By Amanda Britt and Bianca Hoops / NM News Port
Two Albuquerque restaurant owners are going beyond serving food to serve-up what they say are vital lessons on protecting the environment.
Wanderlust Vegan Eatery organized their first “Save Our Future” event outside their restaurant earlier this month to raise money for the Bosque Ecosystem Monitoring Program. Owners Stephanie Herera and Francisco Chavez hoped the event would teach community members about sustainability and conservation of natural resources.
They said they see a vital connection between the global environment and New Mexico’s bosque.
“It’s really important for us to realize that climate change is real, and we need to start appreciating and conserving water because water is life to us,” Herera said.
BEMP’s mission is to use their research to educate the community on maintaining the Rio Grande bosque. Liz Gallegher, a biologist and volunteer coordinator of BEMP, helps deliver that message to local children.
“We do a lot about conservation in general—like conservation of water resources and taking care of the environment, engaging with it and being a part of it,” she said.
Inside the restaurant people lined up to order different homemade vegan foods ranging from cupcakes to macaroni and ‘cheese’- which is made with a non dairy substitute.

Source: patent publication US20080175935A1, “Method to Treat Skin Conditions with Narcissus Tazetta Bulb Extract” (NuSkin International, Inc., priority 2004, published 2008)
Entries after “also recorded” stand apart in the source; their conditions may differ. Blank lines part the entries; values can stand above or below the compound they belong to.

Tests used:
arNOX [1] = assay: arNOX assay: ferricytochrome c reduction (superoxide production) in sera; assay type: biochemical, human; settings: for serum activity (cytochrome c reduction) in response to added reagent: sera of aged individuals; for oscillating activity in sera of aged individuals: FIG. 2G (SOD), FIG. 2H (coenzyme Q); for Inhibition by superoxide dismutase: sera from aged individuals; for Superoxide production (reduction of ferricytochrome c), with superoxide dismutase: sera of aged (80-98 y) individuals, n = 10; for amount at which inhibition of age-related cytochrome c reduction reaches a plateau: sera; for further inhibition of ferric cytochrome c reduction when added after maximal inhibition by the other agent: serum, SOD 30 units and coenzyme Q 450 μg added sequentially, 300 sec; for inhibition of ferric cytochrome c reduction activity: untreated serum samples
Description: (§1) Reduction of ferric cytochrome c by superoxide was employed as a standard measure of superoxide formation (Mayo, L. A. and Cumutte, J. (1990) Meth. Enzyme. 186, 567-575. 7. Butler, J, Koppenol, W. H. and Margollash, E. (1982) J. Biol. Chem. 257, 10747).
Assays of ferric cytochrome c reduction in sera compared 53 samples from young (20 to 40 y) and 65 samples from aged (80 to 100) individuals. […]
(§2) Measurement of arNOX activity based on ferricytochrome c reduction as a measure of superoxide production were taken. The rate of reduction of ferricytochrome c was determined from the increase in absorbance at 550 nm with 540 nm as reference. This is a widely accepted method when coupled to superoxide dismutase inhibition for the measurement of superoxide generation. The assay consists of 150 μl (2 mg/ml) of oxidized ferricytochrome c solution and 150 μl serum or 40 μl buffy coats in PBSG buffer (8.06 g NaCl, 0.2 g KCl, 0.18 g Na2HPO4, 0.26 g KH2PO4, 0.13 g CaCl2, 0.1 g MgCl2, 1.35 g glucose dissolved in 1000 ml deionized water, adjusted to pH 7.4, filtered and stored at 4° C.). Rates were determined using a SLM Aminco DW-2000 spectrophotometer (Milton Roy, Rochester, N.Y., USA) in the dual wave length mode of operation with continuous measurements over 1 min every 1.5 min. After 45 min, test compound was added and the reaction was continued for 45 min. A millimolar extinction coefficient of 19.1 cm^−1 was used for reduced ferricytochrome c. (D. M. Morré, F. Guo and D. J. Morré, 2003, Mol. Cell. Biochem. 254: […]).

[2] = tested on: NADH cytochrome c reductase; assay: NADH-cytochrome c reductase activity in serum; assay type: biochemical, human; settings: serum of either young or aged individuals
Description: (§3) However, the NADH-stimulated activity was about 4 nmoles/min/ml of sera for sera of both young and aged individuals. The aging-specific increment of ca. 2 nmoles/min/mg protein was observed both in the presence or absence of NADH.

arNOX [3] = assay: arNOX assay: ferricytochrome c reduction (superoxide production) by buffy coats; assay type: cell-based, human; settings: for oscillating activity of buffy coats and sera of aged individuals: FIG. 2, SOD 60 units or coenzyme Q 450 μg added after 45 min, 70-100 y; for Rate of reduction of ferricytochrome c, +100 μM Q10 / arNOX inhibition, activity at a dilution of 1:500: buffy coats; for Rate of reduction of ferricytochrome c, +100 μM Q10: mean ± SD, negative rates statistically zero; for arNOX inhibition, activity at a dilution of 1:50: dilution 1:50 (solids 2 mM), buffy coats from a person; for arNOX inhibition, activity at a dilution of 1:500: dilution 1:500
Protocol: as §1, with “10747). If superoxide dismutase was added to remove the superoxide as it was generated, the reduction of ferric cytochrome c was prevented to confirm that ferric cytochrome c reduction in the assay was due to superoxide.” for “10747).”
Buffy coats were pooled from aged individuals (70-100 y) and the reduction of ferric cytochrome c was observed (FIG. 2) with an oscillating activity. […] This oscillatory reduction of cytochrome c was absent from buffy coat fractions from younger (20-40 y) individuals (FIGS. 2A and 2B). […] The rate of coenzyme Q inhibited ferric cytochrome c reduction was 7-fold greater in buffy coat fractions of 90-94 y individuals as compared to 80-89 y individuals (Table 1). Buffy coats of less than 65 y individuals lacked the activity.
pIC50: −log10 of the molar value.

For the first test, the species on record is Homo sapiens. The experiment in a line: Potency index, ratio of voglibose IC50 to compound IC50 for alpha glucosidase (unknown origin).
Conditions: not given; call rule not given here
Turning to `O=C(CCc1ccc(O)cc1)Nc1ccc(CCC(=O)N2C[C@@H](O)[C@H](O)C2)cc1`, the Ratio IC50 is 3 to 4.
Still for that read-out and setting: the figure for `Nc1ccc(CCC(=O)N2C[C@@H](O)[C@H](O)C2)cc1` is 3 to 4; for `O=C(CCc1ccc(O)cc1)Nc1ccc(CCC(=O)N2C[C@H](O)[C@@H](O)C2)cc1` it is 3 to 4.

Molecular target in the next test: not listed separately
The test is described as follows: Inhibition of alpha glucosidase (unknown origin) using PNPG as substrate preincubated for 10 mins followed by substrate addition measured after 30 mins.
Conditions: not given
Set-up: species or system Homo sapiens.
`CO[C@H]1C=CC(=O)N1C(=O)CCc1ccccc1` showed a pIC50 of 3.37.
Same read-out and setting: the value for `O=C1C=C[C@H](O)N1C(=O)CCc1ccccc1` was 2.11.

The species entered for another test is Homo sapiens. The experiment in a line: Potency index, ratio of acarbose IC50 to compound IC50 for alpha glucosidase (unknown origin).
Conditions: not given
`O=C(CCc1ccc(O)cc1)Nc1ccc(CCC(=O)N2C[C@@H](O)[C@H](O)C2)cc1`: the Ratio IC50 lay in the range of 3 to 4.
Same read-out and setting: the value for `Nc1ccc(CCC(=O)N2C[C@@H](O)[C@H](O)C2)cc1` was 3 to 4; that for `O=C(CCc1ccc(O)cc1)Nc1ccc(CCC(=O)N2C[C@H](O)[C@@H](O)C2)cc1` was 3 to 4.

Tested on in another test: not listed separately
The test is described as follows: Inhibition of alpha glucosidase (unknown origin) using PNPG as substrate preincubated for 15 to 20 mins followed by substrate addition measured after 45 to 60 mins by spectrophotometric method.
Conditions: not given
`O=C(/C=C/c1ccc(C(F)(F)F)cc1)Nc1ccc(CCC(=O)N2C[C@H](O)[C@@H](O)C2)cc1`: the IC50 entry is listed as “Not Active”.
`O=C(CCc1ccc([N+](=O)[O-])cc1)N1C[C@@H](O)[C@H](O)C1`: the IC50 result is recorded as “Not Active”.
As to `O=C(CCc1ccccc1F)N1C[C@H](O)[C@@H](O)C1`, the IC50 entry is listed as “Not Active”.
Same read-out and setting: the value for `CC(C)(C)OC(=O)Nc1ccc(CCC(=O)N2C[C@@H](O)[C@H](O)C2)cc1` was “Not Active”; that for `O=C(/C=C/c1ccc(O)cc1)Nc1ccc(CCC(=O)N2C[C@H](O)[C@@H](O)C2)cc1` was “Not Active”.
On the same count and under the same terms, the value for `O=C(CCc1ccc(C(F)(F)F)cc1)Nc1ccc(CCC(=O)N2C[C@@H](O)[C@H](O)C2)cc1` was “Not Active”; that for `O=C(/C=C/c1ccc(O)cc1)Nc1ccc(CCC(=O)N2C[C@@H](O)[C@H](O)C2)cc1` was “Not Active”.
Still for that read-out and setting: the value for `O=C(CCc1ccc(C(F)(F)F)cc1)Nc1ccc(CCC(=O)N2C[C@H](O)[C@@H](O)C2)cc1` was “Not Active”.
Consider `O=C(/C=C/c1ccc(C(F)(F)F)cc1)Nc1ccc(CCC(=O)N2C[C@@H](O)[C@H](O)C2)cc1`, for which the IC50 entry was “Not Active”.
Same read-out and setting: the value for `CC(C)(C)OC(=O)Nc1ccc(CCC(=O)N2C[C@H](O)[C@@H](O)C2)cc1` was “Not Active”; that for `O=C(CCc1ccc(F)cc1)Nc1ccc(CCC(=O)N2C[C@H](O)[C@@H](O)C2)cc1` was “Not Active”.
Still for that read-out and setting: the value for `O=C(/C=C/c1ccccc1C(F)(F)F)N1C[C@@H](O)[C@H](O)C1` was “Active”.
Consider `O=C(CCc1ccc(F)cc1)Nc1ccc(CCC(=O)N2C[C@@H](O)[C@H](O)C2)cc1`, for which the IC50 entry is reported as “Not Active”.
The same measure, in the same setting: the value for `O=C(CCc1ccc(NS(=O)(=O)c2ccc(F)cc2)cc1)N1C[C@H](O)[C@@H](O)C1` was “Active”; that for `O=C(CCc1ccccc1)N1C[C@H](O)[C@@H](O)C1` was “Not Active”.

Outside there were several vendors including Vegan Outreach, The Bees Knees, Root 66 Food Truck, and more.
Victor Flores, manager of Vegan Outreach, said he knew wanted to collaborate with Wanderlust to bring light to the connection between food and the environment.
“Using so many precious resources to produce a small amount of food is a very inefficient way of sustaining ourselves,” he said. “When it takes a thousand gallons of water to produce one gallon of milk and twenty-four-thousand gallons of water to produce one pound of beef, there is obviously something we need to seriously fix.”
Wasteless Life New Mexico is a community driven group focused on teaching people how to live a waste-free lifestyle.
The group’s founder, Rachel Zulevi, stood at a booth talking to locals about both the urgency and easiness of cutting down on waste. She said it comes down to people thinking and being mindful of trash, where it comes from and how you can avoid it.
“One idea that people are excited about is that we can bring our own containers to restaurants for leftovers,” Zulevi said. “It’s kind of thinking about that like, getting home looking in your trash can and realizing ‘hey I got a lot of leftovers in here’ and saying ‘how do I avoid that’.”
She listed some ways others can practice a sustainable lifestyle, from bringing your own cutlery to fast food restaurants and food trucks to using a wooden pencil instead of a pen for writing unofficial documents—since they do not produce waste.
Wanderlust has only been open for three months,but the restaurant has established a pattern of partnering with other local companies to raise money for organizations that have a positive impact on the community. Previously they worked with Plant Powered Events to raise money for Vegan Outreach.
Amanda Britt is a reporter for the New Mexico News Port. She can be reached on Twitter @AmandaBritt_ or at firstname.lastname@example.org.
Bianca Hoops is a reporter for the New Mexico News Port. She can be reached on Twitter @bianca_hoops or at email@example.com.